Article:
Thursday, May 28, 2009

Why Was Gandhi Never Awarded the Nobel Peace Prize?

Why Was Gandhi Never Awarded the Nobel Peace Prize?

Mahatma Gandhi was nominated several times - 1937, 1938, 1939, 1947 and, finally, a few days before he was murdered in January 1948, but was never awarded the prize. Why?

The omission has been publicly regretted by later members of the Nobel Committee; when the Dalai Lama was awarded the Peace Prize in 1989, the chairman of the committee said that this was "in part a tribute to the memory of Mahatma Gandhi". However, the committee has never commented on the speculations as to why Gandhi was not awarded the prize, and until recently the sources which might shed some light on the matter were unavailable.


Up to 1960, the Nobel Peace Prize was awarded almost exclusively to Europeans and Americans. In retrospect, the horizon of the Norwegian Nobel Committee may seem too narrow. Gandhi was very different from earlier Laureates. He was no real politician or proponent of international law, not primarily a humanitarian relief worker and not an organiser of international peace congresses. He would have belonged to a new breed of Laureates.

There is no hint in the archives that the Norwegian Nobel Committee ever took into consideration the possibility of an adverse British reaction to an award to Gandhi. Thus it seems that the hypothesis that the Committee's omission of Gandhi was due to its members' not wanting to provoke British authorities, may be rejected.

In 1947 the conflict between India and Pakistan and Gandhi's prayer-meeting statement, which made people wonder whether he was about to abandon his consistent pacifism, seem to have been the primary reasons why he was not selected by the committee's majority. Unlike the situation today, there was no tradition for the Norwegian Nobel Committee to try to use the Peace Prize as a stimulus for peaceful settlement of regional conflicts.

During the last months of his life, Gandhi worked hard to end the violence between Hindus and Muslims which followed the partition of India. We know little about the Norwegian Nobel Committee's discussions on Gandhi's candidature in 1948 – other than the above quoted entry of November 18 in Gunnar Jahn's diary – but it seems clear that they seriously considered a posthumous award. When the committee, for formal reasons, ended up not making such an award, they decided to reserve the prize, and then, one year later, not to spend the prize money for 1948 at all. What many thought should have been Mahatma Gandhi's place on the list of Laureates was silently but respectfully left open.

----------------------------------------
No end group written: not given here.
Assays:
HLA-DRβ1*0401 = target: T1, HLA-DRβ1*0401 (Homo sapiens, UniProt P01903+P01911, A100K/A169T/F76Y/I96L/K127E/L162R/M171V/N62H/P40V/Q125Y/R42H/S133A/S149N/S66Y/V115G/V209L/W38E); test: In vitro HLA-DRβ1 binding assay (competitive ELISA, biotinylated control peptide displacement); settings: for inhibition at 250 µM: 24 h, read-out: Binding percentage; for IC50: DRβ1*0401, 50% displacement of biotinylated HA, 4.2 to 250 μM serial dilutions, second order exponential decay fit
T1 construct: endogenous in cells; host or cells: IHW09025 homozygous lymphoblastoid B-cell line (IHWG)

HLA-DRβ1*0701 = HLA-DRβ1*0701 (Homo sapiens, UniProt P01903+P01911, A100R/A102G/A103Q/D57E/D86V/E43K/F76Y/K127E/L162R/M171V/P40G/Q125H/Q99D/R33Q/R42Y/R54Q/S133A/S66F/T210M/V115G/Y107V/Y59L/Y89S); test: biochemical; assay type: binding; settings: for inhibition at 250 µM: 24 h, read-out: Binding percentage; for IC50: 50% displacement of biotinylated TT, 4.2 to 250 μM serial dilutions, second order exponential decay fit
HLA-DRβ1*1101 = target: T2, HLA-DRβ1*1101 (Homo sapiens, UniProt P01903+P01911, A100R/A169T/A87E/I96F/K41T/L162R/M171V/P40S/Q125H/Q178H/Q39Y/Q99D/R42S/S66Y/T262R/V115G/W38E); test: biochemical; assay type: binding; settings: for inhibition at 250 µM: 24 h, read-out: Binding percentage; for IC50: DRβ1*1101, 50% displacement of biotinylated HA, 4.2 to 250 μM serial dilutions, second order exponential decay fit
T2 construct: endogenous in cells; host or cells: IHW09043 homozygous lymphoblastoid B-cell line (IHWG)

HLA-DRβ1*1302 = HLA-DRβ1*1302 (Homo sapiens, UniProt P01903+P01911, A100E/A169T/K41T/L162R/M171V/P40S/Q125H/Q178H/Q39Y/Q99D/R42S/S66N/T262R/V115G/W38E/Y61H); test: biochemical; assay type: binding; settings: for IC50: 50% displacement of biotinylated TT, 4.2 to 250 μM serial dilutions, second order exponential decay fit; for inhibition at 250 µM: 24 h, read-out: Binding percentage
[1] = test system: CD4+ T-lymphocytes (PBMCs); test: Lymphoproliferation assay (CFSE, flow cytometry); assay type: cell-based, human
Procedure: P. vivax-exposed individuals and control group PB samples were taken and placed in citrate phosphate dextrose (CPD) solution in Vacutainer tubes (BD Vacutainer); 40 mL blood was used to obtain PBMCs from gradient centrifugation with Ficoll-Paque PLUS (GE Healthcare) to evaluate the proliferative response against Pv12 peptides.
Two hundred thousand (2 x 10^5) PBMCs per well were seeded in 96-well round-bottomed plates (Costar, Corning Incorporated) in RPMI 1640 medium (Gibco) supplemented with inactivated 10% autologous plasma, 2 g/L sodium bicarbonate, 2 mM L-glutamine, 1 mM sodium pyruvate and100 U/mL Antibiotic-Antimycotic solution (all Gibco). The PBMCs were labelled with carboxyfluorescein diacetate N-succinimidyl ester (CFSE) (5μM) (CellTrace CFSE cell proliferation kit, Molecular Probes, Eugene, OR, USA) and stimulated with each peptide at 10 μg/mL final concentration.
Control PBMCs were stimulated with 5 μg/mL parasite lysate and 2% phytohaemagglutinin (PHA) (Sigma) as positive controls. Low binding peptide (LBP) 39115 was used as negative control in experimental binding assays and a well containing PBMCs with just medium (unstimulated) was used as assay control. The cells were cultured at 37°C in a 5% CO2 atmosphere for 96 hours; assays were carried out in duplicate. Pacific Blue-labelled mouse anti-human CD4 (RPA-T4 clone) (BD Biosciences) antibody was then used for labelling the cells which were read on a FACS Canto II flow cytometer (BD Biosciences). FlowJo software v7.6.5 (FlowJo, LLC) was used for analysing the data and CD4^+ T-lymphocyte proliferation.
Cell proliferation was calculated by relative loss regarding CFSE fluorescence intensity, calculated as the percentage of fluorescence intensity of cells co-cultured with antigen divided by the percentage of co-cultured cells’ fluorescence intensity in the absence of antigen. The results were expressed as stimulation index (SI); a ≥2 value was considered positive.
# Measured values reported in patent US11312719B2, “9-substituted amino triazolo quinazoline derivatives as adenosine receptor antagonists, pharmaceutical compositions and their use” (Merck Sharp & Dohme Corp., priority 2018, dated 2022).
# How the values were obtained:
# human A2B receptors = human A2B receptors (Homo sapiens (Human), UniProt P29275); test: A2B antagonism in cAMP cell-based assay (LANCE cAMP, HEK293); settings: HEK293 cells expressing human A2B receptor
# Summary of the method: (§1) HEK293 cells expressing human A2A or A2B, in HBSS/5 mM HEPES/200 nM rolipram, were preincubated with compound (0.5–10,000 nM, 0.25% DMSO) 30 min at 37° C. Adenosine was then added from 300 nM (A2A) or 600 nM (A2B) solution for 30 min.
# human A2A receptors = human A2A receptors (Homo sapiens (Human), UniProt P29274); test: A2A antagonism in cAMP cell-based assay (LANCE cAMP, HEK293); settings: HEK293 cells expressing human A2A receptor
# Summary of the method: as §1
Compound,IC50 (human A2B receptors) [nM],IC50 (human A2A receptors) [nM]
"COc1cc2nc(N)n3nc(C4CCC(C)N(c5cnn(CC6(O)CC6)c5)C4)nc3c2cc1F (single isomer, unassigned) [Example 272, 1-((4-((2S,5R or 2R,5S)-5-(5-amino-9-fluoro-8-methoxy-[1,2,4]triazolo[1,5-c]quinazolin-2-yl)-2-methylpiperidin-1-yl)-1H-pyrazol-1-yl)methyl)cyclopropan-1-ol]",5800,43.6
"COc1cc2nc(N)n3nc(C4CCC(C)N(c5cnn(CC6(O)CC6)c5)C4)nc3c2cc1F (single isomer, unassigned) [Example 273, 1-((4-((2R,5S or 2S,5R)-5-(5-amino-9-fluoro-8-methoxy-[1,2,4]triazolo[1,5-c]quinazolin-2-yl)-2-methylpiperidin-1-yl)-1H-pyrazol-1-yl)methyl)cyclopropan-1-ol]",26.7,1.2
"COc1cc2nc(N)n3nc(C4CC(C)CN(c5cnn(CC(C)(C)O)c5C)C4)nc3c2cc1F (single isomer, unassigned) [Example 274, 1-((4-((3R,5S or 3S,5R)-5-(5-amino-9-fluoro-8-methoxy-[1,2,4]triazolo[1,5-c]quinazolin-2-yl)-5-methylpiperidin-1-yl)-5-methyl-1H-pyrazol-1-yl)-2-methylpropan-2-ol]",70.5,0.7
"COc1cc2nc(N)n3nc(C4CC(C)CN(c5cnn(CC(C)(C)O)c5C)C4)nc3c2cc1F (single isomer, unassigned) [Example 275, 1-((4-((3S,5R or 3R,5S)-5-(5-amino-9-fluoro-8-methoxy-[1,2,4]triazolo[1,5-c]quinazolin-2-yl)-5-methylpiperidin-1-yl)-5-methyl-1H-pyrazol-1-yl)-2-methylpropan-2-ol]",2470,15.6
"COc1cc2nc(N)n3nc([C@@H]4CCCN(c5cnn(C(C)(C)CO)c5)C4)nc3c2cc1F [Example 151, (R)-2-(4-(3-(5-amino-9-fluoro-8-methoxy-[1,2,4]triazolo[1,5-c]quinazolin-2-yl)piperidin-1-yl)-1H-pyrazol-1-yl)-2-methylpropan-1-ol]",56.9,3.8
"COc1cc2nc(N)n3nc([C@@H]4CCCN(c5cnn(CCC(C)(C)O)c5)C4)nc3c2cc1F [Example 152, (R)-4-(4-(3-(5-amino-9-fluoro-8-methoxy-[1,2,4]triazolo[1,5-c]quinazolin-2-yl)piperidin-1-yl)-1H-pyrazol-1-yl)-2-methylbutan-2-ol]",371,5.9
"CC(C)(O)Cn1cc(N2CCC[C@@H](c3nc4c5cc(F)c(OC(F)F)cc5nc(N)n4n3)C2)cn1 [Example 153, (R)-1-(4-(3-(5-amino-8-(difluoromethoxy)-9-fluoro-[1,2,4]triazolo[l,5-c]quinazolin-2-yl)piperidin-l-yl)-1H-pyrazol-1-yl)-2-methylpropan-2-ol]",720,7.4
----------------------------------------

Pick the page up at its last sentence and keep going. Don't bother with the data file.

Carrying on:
Friday, November 14, 2008

Chandrayaan touched the MOON

India marked its presence on moon on Friday night, to become only the fourth nation to scale this historic milestone after a moon Impact Probe, with the national tri-colour painted, successfully landed on the lunar surface after being detached from the unmanned spacecraft Chandrayaan-1.

Joining the US, the erstwhile Soviet Union and the European Union, the 35-kg Moon Impact Probe (MIP) hit the moon exactly at 8.31 PM, about 25 minutes after the probe descended from the satellite in what ISRO described as a "perfect operation".
Miniature Indian flags painted on four sides of the MIP signalled the country's symbolic entry into moon to coincide with the birth anniversary of the country's first Prime Minister Jawaharlal Nehru, observed as Children's Day.

The spacecraft on Thursday(Nov 13th) reached its final orbital home, about 100 km over the moon surface after ISRO scientists successfully carried out the last critical orbit lowering operation

NOTE : The above picture is an imaginary view of my dream - To see my/our flag on MOON.

Thursday, November 13, 2008

Happy Birthday To Jawaharlal Nehru(14 November 1889 – 27 May 1964)